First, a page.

November 19, 1997

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Vol. 17, Issue 13
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Many schools and colleges of education are altering their programs in response to policy mandates and public criticisms. The work is piecemeal and the pace is slow. But the good news is that there is a reform movement in teacher education.
I had come to the national center to share some critical curriculum and professional-development materials, written and implemented over the past two years by Rochester teachers, in close collaboration with members of affiliates of the Rochester Labor Council. Through our project, funded by state, federal, and foundation grants, teachers have been invited to examine their own working conditions, career paths, work values, and views about current work issues, and to re-examine how and what to teach their students about work.
Nearly every state is working vigorously to set academic standards for students and to devise ways to measure them. And a national board has established rigorous standards for teaching. But these efforts to raise expectations for what 3 million teachers and 52 million students do inside the classroom will fall short unless states and school districts set standards for the school leaders responsible for every classroom: the nation's 80,000 principals.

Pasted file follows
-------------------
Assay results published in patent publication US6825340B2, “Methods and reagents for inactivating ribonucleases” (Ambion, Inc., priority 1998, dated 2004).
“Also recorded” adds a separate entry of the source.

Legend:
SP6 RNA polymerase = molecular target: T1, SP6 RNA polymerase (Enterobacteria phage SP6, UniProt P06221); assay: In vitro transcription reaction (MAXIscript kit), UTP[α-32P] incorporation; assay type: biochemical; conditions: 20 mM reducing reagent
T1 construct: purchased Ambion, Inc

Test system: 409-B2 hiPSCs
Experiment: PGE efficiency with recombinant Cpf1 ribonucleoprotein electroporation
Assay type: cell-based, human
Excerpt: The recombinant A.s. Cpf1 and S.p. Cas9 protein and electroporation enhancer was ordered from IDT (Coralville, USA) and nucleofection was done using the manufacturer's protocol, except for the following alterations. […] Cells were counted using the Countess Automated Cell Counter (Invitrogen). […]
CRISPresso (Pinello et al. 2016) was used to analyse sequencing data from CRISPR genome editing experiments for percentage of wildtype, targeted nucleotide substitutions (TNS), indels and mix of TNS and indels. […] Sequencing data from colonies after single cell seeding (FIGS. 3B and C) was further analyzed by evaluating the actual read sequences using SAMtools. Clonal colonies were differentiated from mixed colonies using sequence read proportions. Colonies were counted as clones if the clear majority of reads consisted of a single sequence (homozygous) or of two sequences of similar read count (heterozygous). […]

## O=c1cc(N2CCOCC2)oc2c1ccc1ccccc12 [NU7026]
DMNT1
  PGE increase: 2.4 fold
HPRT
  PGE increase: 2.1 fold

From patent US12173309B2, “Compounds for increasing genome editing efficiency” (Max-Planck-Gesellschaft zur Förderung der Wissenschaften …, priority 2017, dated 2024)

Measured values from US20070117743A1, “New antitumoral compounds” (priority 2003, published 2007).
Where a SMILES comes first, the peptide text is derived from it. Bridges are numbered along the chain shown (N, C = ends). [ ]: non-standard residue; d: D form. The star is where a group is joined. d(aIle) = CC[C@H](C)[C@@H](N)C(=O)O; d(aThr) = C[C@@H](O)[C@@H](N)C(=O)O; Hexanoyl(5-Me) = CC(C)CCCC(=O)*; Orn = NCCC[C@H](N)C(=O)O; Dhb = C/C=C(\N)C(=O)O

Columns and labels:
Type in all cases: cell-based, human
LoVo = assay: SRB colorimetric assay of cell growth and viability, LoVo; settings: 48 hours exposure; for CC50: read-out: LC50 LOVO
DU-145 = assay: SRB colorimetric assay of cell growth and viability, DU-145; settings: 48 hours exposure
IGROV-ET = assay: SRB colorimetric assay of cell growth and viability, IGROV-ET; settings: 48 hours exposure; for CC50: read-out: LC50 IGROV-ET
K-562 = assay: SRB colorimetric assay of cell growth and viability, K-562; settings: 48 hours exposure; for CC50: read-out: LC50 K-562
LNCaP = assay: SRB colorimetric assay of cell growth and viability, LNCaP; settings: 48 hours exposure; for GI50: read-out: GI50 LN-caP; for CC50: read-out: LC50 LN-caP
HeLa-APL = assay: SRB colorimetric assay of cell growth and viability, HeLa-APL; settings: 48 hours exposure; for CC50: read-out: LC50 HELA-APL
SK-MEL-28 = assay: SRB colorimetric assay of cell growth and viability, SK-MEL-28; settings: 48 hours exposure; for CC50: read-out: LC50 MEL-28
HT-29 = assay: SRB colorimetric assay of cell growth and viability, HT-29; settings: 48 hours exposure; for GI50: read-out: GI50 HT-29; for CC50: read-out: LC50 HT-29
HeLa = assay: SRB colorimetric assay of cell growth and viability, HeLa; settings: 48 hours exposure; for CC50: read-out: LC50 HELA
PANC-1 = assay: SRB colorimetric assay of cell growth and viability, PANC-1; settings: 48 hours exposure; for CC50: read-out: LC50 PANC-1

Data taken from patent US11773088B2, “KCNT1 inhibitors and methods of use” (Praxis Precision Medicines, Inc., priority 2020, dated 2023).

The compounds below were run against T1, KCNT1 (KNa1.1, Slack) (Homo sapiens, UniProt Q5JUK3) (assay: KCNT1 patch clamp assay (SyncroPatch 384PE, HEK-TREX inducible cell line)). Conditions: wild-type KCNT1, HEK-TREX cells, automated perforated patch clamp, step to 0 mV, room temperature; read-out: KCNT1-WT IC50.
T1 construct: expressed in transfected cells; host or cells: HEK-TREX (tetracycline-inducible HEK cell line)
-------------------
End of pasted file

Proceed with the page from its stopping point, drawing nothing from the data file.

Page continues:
FOUNDATION SUPPORT: Coverage of specific topics in Education Week is supported in part by grants from the Eli and Edythe Broad Foundation, the Bill & Melinda Gates Foundation, the CME Group Foundation, the Carnegie Corporation of New York, the Jack Kent Cooke Foundation, the Joyce Foundation, the NoVo Foundation, the Noyce Foundation, the Raikes Foundation, the Wallace Foundation, and the Walton Family Foundation. The newspaper retains sole editorial control over the content of the articles that are underwritten by the foundations. Additional grants in support of Editorial Projects in Education’s data journalism and video capacity come from the Leona M. and Harry B. Helmsley Charitable Trust and the Schott Foundation for Public Education. (Updated 1/1/2017)

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